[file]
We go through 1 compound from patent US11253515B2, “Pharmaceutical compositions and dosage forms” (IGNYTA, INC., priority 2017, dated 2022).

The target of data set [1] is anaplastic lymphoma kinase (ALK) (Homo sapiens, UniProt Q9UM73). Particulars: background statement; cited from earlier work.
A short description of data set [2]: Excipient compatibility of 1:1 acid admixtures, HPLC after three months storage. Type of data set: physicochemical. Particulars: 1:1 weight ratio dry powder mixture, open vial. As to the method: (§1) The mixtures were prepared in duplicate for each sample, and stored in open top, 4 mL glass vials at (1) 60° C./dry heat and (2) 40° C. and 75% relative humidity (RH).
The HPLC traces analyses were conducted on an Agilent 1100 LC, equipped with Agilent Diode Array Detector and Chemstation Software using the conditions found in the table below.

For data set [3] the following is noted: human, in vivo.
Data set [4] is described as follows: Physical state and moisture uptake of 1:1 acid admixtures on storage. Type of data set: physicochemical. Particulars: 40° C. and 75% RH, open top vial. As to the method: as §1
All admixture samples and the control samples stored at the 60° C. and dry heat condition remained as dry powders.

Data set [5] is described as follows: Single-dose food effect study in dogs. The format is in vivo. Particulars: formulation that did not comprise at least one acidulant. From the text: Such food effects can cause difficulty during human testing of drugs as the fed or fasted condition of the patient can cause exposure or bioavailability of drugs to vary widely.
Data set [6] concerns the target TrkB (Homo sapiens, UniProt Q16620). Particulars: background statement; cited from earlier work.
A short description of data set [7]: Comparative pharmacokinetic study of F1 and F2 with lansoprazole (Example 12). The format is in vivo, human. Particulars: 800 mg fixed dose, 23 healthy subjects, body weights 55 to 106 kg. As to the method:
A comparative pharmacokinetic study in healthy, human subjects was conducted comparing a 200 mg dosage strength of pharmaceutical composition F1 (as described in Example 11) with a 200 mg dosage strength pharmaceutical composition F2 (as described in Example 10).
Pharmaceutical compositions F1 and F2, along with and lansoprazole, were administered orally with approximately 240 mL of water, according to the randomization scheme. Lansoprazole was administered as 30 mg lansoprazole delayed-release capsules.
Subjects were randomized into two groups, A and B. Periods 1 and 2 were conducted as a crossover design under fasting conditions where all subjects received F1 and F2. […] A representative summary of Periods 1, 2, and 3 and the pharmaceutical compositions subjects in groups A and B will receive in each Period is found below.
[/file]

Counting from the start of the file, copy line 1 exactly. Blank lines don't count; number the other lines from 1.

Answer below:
We go through 1 compound from patent US11253515B2, “Pharmaceutical compositions and dosage forms” (IGNYTA, INC., priority 2017, dated 2022).